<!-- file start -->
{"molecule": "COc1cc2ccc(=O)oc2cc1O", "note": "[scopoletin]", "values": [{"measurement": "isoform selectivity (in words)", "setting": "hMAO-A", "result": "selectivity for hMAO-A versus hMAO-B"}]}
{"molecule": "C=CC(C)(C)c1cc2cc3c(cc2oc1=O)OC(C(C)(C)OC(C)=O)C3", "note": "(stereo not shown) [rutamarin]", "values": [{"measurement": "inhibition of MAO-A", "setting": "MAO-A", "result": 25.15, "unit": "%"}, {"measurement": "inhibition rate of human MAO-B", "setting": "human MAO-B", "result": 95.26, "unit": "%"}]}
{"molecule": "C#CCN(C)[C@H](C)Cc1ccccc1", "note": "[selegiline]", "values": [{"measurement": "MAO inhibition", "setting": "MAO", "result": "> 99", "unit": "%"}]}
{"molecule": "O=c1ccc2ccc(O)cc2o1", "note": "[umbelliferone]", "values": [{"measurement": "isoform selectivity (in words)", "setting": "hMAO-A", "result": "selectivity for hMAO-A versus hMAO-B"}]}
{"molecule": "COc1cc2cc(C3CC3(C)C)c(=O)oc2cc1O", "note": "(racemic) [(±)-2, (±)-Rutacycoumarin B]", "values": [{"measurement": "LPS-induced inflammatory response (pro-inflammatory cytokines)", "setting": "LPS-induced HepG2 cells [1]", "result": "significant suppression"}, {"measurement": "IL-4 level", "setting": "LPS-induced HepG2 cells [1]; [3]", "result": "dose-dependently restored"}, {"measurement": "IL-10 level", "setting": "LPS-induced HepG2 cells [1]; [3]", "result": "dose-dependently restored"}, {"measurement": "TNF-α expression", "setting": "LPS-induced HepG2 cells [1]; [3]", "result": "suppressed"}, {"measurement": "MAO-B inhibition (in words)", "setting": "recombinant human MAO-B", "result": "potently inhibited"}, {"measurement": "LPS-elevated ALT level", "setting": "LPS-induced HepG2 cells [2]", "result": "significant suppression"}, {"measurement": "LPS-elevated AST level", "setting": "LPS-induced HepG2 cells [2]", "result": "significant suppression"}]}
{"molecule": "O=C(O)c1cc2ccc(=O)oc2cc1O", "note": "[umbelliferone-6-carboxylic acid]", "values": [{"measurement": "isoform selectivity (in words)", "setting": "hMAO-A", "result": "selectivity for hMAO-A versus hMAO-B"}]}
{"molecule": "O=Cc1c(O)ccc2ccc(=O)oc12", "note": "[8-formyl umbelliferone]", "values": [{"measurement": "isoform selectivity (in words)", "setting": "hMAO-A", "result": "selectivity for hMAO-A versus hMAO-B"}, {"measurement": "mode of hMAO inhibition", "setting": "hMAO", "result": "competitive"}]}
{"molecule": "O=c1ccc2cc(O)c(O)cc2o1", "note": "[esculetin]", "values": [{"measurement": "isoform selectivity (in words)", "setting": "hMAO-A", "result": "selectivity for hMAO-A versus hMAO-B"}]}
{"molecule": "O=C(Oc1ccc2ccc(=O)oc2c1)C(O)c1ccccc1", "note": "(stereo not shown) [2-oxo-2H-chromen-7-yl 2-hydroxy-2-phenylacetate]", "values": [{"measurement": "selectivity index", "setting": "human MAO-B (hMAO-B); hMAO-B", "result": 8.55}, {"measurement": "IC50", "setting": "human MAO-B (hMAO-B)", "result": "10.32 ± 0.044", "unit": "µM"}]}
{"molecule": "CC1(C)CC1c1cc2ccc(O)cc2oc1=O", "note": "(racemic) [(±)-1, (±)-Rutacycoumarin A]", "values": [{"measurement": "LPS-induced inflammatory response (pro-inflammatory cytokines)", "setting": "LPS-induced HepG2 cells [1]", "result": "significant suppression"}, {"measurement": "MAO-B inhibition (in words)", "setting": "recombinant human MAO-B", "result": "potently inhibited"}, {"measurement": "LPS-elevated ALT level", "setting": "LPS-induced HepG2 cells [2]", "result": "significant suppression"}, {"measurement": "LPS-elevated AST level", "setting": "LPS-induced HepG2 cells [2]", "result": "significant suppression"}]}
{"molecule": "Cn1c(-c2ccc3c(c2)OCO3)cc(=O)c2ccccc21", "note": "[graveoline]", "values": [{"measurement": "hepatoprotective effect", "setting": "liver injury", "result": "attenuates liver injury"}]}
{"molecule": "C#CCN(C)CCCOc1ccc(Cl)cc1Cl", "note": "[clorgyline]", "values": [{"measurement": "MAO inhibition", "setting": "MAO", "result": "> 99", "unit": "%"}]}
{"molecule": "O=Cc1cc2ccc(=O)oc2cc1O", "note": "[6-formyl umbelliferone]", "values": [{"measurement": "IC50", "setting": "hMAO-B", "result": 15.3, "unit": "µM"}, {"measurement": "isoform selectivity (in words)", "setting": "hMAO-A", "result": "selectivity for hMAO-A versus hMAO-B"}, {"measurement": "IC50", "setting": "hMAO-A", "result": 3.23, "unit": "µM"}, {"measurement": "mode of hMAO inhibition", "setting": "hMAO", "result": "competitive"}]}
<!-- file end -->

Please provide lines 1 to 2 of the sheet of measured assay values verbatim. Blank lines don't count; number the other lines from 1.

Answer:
{"molecule": "COc1cc2ccc(=O)oc2cc1O", "note": "[scopoletin]", "values": [{"measurement": "isoform selectivity (in words)", "setting": "hMAO-A", "result": "selectivity for hMAO-A versus hMAO-B"}]}
{"molecule": "C=CC(C)(C)c1cc2cc3c(cc2oc1=O)OC(C(C)(C)OC(C)=O)C3", "note": "(stereo not shown) [rutamarin]", "values": [{"measurement": "inhibition of MAO-A", "setting": "MAO-A", "result": 25.15, "unit": "%"}, {"measurement": "inhibition rate of human MAO-B", "setting": "human MAO-B", "result": 95.26, "unit": "%"}]}